BOOKS: A web of wonder - Despite the burst bubble, an upbeat view of the internet's future convinces

BOOKS: A web of wonder - Despite the burst bubble, an upbeat view of the internet's future convinces - THE INTERNET GALAXY; By Manuel Castells; OUP; pounds 14.99

by STEFAN STERN, worked for a web site until it closed last month
Last Updated: 31 Aug 2010

THE INTERNET GALAXY; By Manuel Castells; OUP; pounds 14.99

If you got your fingers burned in the internet boom and bust of 2000/1, you might need help turning the pages of Manuel Castells' new book. But it will be worth it. The Catalan sociologist and thinker has written a superb guide to the internet and its wider implications.

The book is based on lectures given by Castells at Oxford University late last year. Although he has updated the material, the author is inevitably caught out by fast-moving events and shifts in market sentiment. The fact that 99.9% of the book still reads so well is impressive. Few business reporters or management consultants would enjoy re-reading what they said about the internet this time last year.

Castells' academic discipline is sociology (bear with me here). He brings a sociologist's understanding of the importance of culture in business to his analysis of the internet. Culture matters. When you hear the word culture, reach for your Castells.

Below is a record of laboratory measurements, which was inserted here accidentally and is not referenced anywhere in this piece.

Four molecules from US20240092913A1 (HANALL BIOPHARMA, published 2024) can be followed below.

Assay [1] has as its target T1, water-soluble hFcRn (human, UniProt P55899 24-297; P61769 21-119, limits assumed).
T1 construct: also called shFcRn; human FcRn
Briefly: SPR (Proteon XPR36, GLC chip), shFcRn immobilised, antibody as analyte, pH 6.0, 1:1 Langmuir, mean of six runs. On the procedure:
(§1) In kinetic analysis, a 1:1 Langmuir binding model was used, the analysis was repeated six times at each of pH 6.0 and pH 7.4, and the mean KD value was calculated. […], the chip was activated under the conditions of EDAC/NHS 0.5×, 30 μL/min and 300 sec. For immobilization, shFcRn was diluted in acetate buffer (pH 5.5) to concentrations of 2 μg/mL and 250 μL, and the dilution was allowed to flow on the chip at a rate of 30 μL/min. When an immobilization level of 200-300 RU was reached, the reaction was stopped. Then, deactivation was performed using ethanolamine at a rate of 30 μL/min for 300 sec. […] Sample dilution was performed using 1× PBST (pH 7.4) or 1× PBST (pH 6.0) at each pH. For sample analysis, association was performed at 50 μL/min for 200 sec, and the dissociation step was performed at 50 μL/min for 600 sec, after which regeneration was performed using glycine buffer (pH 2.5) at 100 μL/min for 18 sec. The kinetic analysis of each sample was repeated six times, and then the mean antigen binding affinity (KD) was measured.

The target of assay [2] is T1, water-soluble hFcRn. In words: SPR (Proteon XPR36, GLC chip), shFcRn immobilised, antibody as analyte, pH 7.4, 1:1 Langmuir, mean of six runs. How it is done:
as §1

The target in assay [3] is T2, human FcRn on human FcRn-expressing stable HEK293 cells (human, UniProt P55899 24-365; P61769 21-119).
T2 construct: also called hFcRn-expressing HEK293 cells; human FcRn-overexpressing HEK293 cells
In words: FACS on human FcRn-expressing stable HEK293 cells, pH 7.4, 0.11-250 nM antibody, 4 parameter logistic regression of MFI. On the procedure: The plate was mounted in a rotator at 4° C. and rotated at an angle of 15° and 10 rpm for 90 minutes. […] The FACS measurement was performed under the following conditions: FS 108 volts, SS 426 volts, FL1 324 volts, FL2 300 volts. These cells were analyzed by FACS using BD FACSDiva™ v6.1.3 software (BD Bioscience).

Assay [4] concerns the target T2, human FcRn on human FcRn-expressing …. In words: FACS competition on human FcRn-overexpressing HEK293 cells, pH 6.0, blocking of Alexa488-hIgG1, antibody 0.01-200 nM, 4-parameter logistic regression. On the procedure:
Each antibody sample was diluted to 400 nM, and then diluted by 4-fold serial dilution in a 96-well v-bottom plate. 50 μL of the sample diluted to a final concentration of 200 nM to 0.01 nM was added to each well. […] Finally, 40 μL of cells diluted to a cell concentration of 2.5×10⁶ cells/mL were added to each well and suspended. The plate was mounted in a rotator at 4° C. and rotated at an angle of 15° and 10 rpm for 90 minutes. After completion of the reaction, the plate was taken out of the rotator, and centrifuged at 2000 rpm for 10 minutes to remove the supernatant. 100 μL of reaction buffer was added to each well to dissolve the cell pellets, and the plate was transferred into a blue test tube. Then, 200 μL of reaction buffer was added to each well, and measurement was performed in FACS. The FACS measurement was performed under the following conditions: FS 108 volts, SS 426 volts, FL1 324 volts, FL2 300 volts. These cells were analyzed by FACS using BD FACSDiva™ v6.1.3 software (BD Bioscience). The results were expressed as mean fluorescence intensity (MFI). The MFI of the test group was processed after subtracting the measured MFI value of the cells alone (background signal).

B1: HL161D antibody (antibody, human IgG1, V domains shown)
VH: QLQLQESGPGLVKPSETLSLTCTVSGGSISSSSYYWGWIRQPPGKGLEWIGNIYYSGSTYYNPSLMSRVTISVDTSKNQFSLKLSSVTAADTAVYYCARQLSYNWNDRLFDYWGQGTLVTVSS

Many of the more fanciful business plans for web enterprises would never have been written had some of Castells' insights been better understood 18 months ago. 'The internet was purposely designed as a technology of free communication,' Castells points out. It has a communal culture.

Like a strange kind of amoeba, the net seems to resist attempts to exploit it commercially. We should know by now that there is no use charging people to use web sites if the content is of minimal value to them, or is freely available elsewhere. The spirit of the net remains free exchange. Indeed, the net is bad news for many intermediary businesses that want a slice of the cake in a transaction. The net empowers consumers but does not necessarily generate new revenue streams.

Castells is not a pessimist, however. He thinks the anti-net backlash has been overdone. There are still many great web businesses out there. The world has become, inevitably and unalterably, networked.

Politics, development and the workplace also come under Castells' microscope in this wide-ranging book. And always, at the heart of the discussion, remains the all-conquering, all-connecting internet. The obituaries for internet businesses were premature and inaccurate. Castells stands supreme as an insightful guide to the web.

But if a media executive tells you that is heading safely for breakeven, ask him, or her, in true Jerry Maguire fashion, to show you the money.

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